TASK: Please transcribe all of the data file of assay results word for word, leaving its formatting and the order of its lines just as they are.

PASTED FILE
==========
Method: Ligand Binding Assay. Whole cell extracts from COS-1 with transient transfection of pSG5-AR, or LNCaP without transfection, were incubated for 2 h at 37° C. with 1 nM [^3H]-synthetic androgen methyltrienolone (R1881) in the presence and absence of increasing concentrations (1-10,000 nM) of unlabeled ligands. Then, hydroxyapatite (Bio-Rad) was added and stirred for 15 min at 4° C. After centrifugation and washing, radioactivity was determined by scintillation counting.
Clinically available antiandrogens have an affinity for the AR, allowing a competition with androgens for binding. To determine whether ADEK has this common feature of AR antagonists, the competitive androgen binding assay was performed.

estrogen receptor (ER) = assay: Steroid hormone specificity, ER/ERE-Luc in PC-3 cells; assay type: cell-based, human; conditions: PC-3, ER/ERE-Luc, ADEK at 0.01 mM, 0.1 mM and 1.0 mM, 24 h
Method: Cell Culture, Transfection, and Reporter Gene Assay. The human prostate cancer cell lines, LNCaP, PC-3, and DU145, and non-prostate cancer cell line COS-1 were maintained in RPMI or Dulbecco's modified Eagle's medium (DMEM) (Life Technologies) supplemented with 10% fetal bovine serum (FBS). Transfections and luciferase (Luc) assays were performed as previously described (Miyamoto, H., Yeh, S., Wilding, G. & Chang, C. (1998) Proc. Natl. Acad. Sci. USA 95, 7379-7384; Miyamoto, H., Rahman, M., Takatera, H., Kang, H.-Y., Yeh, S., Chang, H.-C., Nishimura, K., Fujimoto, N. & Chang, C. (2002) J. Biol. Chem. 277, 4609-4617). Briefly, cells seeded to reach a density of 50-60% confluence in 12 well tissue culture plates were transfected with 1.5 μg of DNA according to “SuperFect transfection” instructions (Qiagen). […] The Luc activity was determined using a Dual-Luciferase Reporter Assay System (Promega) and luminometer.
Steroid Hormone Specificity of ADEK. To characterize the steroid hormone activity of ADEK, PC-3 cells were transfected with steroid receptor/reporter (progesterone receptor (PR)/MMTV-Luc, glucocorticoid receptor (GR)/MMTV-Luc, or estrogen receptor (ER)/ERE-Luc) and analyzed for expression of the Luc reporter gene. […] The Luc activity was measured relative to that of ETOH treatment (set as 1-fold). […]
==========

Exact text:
Method: Ligand Binding Assay. Whole cell extracts from COS-1 with transient transfection of pSG5-AR, or LNCaP without transfection, were incubated for 2 h at 37° C. with 1 nM [^3H]-synthetic androgen methyltrienolone (R1881) in the presence and absence of increasing concentrations (1-10,000 nM) of unlabeled ligands. Then, hydroxyapatite (Bio-Rad) was added and stirred for 15 min at 4° C. After centrifugation and washing, radioactivity was determined by scintillation counting.
Clinically available antiandrogens have an affinity for the AR, allowing a competition with androgens for binding. To determine whether ADEK has this common feature of AR antagonists, the competitive androgen binding assay was performed.

estrogen receptor (ER) = assay: Steroid hormone specificity, ER/ERE-Luc in PC-3 cells; assay type: cell-based, human; conditions: PC-3, ER/ERE-Luc, ADEK at 0.01 mM, 0.1 mM and 1.0 mM, 24 h
Method: Cell Culture, Transfection, and Reporter Gene Assay. The human prostate cancer cell lines, LNCaP, PC-3, and DU145, and non-prostate cancer cell line COS-1 were maintained in RPMI or Dulbecco's modified Eagle's medium (DMEM) (Life Technologies) supplemented with 10% fetal bovine serum (FBS). Transfections and luciferase (Luc) assays were performed as previously described (Miyamoto, H., Yeh, S., Wilding, G. & Chang, C. (1998) Proc. Natl. Acad. Sci. USA 95, 7379-7384; Miyamoto, H., Rahman, M., Takatera, H., Kang, H.-Y., Yeh, S., Chang, H.-C., Nishimura, K., Fujimoto, N. & Chang, C. (2002) J. Biol. Chem. 277, 4609-4617). Briefly, cells seeded to reach a density of 50-60% confluence in 12 well tissue culture plates were transfected with 1.5 μg of DNA according to “SuperFect transfection” instructions (Qiagen). […] The Luc activity was determined using a Dual-Luciferase Reporter Assay System (Promega) and luminometer.
Steroid Hormone Specificity of ADEK. To characterize the steroid hormone activity of ADEK, PC-3 cells were transfected with steroid receptor/reporter (progesterone receptor (PR)/MMTV-Luc, glucocorticoid receptor (GR)/MMTV-Luc, or estrogen receptor (ER)/ERE-Luc) and analyzed for expression of the Luc reporter gene. […] The Luc activity was measured relative to that of ETOH treatment (set as 1-fold). […]